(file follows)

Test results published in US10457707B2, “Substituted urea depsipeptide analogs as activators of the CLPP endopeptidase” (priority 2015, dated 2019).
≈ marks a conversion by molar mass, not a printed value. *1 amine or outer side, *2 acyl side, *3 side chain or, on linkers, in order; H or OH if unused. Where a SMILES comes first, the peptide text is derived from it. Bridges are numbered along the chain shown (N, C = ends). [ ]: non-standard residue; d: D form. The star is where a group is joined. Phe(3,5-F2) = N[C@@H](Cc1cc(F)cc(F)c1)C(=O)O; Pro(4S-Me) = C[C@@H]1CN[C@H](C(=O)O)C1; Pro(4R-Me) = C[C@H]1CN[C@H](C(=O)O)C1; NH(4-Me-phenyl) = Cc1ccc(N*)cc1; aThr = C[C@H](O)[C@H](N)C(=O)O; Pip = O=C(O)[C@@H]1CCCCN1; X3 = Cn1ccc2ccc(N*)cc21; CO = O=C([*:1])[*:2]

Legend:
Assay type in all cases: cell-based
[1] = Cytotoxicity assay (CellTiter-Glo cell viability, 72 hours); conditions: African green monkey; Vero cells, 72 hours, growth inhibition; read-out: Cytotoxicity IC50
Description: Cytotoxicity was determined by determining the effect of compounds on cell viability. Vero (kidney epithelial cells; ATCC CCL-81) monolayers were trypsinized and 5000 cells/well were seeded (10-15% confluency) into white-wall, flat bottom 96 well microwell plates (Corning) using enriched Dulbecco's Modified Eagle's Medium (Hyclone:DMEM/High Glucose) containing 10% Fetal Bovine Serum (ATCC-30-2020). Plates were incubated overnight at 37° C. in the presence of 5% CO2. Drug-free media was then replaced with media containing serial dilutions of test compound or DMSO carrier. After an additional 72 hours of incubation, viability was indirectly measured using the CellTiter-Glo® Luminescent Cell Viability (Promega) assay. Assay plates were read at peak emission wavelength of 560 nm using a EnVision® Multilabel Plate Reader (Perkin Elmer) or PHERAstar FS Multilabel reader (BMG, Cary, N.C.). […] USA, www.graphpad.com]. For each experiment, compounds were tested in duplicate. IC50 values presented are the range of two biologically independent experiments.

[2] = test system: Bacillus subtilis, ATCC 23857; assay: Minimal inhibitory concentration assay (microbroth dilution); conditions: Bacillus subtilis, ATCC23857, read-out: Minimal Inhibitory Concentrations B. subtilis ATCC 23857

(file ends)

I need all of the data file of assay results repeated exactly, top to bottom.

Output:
Test results published in US10457707B2, “Substituted urea depsipeptide analogs as activators of the CLPP endopeptidase” (priority 2015, dated 2019).
≈ marks a conversion by molar mass, not a printed value. *1 amine or outer side, *2 acyl side, *3 side chain or, on linkers, in order; H or OH if unused. Where a SMILES comes first, the peptide text is derived from it. Bridges are numbered along the chain shown (N, C = ends). [ ]: non-standard residue; d: D form. The star is where a group is joined. Phe(3,5-F2) = N[C@@H](Cc1cc(F)cc(F)c1)C(=O)O; Pro(4S-Me) = C[C@@H]1CN[C@H](C(=O)O)C1; Pro(4R-Me) = C[C@H]1CN[C@H](C(=O)O)C1; NH(4-Me-phenyl) = Cc1ccc(N*)cc1; aThr = C[C@H](O)[C@H](N)C(=O)O; Pip = O=C(O)[C@@H]1CCCCN1; X3 = Cn1ccc2ccc(N*)cc21; CO = O=C([*:1])[*:2]

Legend:
Assay type in all cases: cell-based
[1] = Cytotoxicity assay (CellTiter-Glo cell viability, 72 hours); conditions: African green monkey; Vero cells, 72 hours, growth inhibition; read-out: Cytotoxicity IC50
Description: Cytotoxicity was determined by determining the effect of compounds on cell viability. Vero (kidney epithelial cells; ATCC CCL-81) monolayers were trypsinized and 5000 cells/well were seeded (10-15% confluency) into white-wall, flat bottom 96 well microwell plates (Corning) using enriched Dulbecco's Modified Eagle's Medium (Hyclone:DMEM/High Glucose) containing 10% Fetal Bovine Serum (ATCC-30-2020). Plates were incubated overnight at 37° C. in the presence of 5% CO2. Drug-free media was then replaced with media containing serial dilutions of test compound or DMSO carrier. After an additional 72 hours of incubation, viability was indirectly measured using the CellTiter-Glo® Luminescent Cell Viability (Promega) assay. Assay plates were read at peak emission wavelength of 560 nm using a EnVision® Multilabel Plate Reader (Perkin Elmer) or PHERAstar FS Multilabel reader (BMG, Cary, N.C.). […] USA, www.graphpad.com]. For each experiment, compounds were tested in duplicate. IC50 values presented are the range of two biologically independent experiments.

[2] = test system: Bacillus subtilis, ATCC 23857; assay: Minimal inhibitory concentration assay (microbroth dilution); conditions: Bacillus subtilis, ATCC23857, read-out: Minimal Inhibitory Concentrations B. subtilis ATCC 23857